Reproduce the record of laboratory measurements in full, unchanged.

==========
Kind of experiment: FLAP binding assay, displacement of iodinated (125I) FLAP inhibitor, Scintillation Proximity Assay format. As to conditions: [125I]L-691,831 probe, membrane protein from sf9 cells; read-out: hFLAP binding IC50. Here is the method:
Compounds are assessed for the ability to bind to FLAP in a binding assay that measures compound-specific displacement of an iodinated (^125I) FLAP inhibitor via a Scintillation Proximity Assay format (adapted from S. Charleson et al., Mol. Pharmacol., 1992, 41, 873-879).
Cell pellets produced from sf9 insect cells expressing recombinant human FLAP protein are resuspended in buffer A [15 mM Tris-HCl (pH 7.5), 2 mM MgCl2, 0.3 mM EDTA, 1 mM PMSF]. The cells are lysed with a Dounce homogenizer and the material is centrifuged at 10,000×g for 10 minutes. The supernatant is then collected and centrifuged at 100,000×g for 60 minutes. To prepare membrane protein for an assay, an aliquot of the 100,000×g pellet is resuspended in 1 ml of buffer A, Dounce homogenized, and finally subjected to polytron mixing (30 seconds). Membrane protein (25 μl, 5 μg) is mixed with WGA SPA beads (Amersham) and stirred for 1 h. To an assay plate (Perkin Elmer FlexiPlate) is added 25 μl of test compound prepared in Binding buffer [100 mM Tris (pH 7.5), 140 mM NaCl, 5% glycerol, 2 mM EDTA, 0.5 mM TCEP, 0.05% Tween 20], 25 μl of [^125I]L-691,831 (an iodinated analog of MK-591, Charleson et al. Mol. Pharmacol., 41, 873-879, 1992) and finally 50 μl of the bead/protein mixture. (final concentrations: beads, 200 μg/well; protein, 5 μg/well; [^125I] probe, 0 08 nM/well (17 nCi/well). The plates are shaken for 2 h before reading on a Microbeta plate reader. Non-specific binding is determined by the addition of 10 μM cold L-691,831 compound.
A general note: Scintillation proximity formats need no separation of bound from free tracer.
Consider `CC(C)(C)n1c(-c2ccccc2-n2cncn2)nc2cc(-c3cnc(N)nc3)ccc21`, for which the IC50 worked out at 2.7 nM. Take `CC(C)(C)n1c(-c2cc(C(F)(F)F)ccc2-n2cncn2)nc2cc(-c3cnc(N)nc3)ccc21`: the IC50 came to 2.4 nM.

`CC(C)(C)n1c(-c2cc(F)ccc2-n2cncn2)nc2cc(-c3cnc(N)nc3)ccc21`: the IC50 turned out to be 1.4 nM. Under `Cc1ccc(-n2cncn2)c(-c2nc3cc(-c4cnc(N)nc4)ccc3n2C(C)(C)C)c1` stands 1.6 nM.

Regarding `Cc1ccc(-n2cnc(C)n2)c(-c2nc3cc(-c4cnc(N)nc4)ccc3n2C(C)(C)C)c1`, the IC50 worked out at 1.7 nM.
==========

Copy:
Kind of experiment: FLAP binding assay, displacement of iodinated (125I) FLAP inhibitor, Scintillation Proximity Assay format. As to conditions: [125I]L-691,831 probe, membrane protein from sf9 cells; read-out: hFLAP binding IC50. Here is the method:
Compounds are assessed for the ability to bind to FLAP in a binding assay that measures compound-specific displacement of an iodinated (^125I) FLAP inhibitor via a Scintillation Proximity Assay format (adapted from S. Charleson et al., Mol. Pharmacol., 1992, 41, 873-879).
Cell pellets produced from sf9 insect cells expressing recombinant human FLAP protein are resuspended in buffer A [15 mM Tris-HCl (pH 7.5), 2 mM MgCl2, 0.3 mM EDTA, 1 mM PMSF]. The cells are lysed with a Dounce homogenizer and the material is centrifuged at 10,000×g for 10 minutes. The supernatant is then collected and centrifuged at 100,000×g for 60 minutes. To prepare membrane protein for an assay, an aliquot of the 100,000×g pellet is resuspended in 1 ml of buffer A, Dounce homogenized, and finally subjected to polytron mixing (30 seconds). Membrane protein (25 μl, 5 μg) is mixed with WGA SPA beads (Amersham) and stirred for 1 h. To an assay plate (Perkin Elmer FlexiPlate) is added 25 μl of test compound prepared in Binding buffer [100 mM Tris (pH 7.5), 140 mM NaCl, 5% glycerol, 2 mM EDTA, 0.5 mM TCEP, 0.05% Tween 20], 25 μl of [^125I]L-691,831 (an iodinated analog of MK-591, Charleson et al. Mol. Pharmacol., 41, 873-879, 1992) and finally 50 μl of the bead/protein mixture. (final concentrations: beads, 200 μg/well; protein, 5 μg/well; [^125I] probe, 0 08 nM/well (17 nCi/well). The plates are shaken for 2 h before reading on a Microbeta plate reader. Non-specific binding is determined by the addition of 10 μM cold L-691,831 compound.
A general note: Scintillation proximity formats need no separation of bound from free tracer.
Consider `CC(C)(C)n1c(-c2ccccc2-n2cncn2)nc2cc(-c3cnc(N)nc3)ccc21`, for which the IC50 worked out at 2.7 nM. Take `CC(C)(C)n1c(-c2cc(C(F)(F)F)ccc2-n2cncn2)nc2cc(-c3cnc(N)nc3)ccc21`: the IC50 came to 2.4 nM.

`CC(C)(C)n1c(-c2cc(F)ccc2-n2cncn2)nc2cc(-c3cnc(N)nc3)ccc21`: the IC50 turned out to be 1.4 nM. Under `Cc1ccc(-n2cncn2)c(-c2nc3cc(-c4cnc(N)nc4)ccc3n2C(C)(C)C)c1` stands 1.6 nM.

Regarding `Cc1ccc(-n2cnc(C)n2)c(-c2nc3cc(-c4cnc(N)nc4)ccc3n2C(C)(C)C)c1`, the IC50 worked out at 1.7 nM.